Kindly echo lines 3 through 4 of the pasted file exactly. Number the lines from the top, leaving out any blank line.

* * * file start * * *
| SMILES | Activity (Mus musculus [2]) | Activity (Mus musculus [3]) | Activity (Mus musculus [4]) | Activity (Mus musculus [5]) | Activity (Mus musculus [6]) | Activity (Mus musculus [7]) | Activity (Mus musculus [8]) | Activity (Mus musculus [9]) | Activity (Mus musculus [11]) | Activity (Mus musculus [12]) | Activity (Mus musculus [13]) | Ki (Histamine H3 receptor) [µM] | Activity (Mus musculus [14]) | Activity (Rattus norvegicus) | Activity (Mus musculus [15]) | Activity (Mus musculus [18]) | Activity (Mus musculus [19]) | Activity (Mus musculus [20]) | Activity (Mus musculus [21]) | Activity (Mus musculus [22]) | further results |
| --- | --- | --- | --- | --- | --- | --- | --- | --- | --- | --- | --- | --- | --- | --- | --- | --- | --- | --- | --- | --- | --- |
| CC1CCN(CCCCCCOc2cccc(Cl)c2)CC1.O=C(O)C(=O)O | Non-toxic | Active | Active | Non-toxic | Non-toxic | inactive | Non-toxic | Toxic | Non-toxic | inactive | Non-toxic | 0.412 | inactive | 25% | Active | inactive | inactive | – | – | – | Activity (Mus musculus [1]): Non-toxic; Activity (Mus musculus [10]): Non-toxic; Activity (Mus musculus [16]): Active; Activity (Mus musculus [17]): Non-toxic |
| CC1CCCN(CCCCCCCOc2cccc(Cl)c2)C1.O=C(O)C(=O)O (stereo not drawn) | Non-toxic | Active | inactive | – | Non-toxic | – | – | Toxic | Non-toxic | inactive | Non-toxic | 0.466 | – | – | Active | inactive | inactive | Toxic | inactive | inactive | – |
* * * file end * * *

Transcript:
| CC1CCN(CCCCCCOc2cccc(Cl)c2)CC1.O=C(O)C(=O)O | Non-toxic | Active | Active | Non-toxic | Non-toxic | inactive | Non-toxic | Toxic | Non-toxic | inactive | Non-toxic | 0.412 | inactive | 25% | Active | inactive | inactive | – | – | – | Activity (Mus musculus [1]): Non-toxic; Activity (Mus musculus [10]): Non-toxic; Activity (Mus musculus [16]): Active; Activity (Mus musculus [17]): Non-toxic |
| CC1CCCN(CCCCCCCOc2cccc(Cl)c2)C1.O=C(O)C(=O)O (stereo not drawn) | Non-toxic | Active | inactive | – | Non-toxic | – | – | Toxic | Non-toxic | inactive | Non-toxic | 0.466 | – | – | Active | inactive | inactive | Toxic | inactive | inactive | – |